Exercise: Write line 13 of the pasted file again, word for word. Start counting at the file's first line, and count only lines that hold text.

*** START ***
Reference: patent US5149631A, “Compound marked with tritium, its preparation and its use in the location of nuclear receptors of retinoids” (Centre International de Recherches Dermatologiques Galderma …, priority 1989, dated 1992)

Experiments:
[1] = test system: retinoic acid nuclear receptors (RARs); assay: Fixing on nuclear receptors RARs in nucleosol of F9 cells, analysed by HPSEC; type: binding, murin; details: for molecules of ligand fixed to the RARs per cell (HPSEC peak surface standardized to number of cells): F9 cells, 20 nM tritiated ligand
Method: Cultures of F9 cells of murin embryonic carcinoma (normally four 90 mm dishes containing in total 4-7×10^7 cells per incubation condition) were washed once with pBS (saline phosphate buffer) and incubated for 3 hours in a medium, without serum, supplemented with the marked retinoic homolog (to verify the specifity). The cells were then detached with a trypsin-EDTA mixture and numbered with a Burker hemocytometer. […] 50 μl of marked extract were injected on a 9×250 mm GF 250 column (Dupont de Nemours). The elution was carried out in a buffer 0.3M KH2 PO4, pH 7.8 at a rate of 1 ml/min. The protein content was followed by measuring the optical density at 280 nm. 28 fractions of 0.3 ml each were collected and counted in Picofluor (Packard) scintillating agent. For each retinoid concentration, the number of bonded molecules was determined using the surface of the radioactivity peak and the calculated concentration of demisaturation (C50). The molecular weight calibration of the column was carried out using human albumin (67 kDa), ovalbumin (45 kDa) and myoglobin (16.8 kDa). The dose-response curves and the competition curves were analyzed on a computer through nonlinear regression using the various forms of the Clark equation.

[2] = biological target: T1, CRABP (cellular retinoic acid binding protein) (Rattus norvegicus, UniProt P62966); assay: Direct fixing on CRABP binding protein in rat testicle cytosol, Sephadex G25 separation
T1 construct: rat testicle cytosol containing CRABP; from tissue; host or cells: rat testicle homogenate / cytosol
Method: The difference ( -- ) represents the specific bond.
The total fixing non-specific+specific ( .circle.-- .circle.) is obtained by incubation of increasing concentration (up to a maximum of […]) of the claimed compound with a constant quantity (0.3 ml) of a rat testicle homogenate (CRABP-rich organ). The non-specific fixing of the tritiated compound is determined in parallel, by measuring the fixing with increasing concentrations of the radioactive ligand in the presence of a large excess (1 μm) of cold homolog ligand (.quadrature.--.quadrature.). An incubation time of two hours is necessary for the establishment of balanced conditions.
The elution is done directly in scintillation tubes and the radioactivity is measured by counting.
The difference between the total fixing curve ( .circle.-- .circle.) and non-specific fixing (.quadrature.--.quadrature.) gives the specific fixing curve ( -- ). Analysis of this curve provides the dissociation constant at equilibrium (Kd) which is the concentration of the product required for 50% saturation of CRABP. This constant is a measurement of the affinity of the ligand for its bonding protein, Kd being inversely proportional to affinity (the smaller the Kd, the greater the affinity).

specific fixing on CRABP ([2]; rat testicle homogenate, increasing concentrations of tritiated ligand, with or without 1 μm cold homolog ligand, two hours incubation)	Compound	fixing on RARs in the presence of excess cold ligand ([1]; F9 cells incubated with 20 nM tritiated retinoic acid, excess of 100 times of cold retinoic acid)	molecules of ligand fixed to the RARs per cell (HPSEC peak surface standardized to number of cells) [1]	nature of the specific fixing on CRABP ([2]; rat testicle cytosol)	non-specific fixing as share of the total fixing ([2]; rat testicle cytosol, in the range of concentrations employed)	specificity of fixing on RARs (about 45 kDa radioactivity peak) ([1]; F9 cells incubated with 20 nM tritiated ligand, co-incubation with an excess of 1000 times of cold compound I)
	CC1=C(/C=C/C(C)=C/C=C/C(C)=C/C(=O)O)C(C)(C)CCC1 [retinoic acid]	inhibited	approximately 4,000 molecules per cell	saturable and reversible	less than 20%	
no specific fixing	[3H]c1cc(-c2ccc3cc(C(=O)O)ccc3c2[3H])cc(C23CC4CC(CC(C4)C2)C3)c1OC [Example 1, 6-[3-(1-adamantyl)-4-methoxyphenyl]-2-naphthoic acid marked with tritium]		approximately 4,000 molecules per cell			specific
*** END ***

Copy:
no specific fixing	[3H]c1cc(-c2ccc3cc(C(=O)O)ccc3c2[3H])cc(C23CC4CC(CC(C4)C2)C3)c1OC [Example 1, 6-[3-(1-adamantyl)-4-methoxyphenyl]-2-naphthoic acid marked with tritium]		approximately 4,000 molecules per cell			specific